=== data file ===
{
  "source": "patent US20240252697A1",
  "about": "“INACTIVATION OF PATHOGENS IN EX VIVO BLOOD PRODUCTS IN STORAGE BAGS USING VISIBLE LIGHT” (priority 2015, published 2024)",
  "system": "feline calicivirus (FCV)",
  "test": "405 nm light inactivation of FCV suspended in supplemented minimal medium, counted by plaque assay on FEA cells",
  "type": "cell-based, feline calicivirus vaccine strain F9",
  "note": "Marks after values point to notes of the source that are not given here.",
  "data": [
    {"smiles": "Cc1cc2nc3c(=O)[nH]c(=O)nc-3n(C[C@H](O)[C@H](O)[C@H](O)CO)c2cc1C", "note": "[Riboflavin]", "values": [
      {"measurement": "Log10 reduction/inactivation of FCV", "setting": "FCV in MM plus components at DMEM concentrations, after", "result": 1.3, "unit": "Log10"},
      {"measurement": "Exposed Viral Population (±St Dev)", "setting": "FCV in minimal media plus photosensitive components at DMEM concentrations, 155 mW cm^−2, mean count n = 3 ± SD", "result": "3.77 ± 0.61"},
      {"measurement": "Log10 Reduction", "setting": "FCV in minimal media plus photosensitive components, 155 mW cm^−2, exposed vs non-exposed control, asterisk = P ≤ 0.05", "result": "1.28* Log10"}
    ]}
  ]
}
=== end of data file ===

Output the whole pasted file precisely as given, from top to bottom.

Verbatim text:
{
  "source": "patent US20240252697A1",
  "about": "“INACTIVATION OF PATHOGENS IN EX VIVO BLOOD PRODUCTS IN STORAGE BAGS USING VISIBLE LIGHT” (priority 2015, published 2024)",
  "system": "feline calicivirus (FCV)",
  "test": "405 nm light inactivation of FCV suspended in supplemented minimal medium, counted by plaque assay on FEA cells",
  "type": "cell-based, feline calicivirus vaccine strain F9",
  "note": "Marks after values point to notes of the source that are not given here.",
  "data": [
    {"smiles": "Cc1cc2nc3c(=O)[nH]c(=O)nc-3n(C[C@H](O)[C@H](O)[C@H](O)CO)c2cc1C", "note": "[Riboflavin]", "values": [
      {"measurement": "Log10 reduction/inactivation of FCV", "setting": "FCV in MM plus components at DMEM concentrations, after", "result": 1.3, "unit": "Log10"},
      {"measurement": "Exposed Viral Population (±St Dev)", "setting": "FCV in minimal media plus photosensitive components at DMEM concentrations, 155 mW cm^−2, mean count n = 3 ± SD", "result": "3.77 ± 0.61"},
      {"measurement": "Log10 Reduction", "setting": "FCV in minimal media plus photosensitive components, 155 mW cm^−2, exposed vs non-exposed control, asterisk = P ≤ 0.05", "result": "1.28* Log10"}
    ]}
  ]
}